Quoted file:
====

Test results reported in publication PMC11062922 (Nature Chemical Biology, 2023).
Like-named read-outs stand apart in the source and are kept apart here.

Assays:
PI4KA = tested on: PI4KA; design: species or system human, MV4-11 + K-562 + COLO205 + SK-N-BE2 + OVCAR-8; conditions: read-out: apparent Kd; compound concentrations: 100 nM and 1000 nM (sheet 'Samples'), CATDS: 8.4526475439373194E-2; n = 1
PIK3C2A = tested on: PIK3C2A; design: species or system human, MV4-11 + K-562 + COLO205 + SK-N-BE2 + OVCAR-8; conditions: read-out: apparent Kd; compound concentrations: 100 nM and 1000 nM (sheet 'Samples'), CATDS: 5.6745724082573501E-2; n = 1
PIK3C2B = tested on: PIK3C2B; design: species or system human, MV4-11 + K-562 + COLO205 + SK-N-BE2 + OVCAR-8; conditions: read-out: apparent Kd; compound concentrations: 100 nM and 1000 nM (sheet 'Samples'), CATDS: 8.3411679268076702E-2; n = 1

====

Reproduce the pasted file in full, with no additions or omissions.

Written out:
Test results reported in publication PMC11062922 (Nature Chemical Biology, 2023).
Like-named read-outs stand apart in the source and are kept apart here.

Assays:
PI4KA = tested on: PI4KA; design: species or system human, MV4-11 + K-562 + COLO205 + SK-N-BE2 + OVCAR-8; conditions: read-out: apparent Kd; compound concentrations: 100 nM and 1000 nM (sheet 'Samples'), CATDS: 8.4526475439373194E-2; n = 1
PIK3C2A = tested on: PIK3C2A; design: species or system human, MV4-11 + K-562 + COLO205 + SK-N-BE2 + OVCAR-8; conditions: read-out: apparent Kd; compound concentrations: 100 nM and 1000 nM (sheet 'Samples'), CATDS: 5.6745724082573501E-2; n = 1
PIK3C2B = tested on: PIK3C2B; design: species or system human, MV4-11 + K-562 + COLO205 + SK-N-BE2 + OVCAR-8; conditions: read-out: apparent Kd; compound concentrations: 100 nM and 1000 nM (sheet 'Samples'), CATDS: 8.3411679268076702E-2; n = 1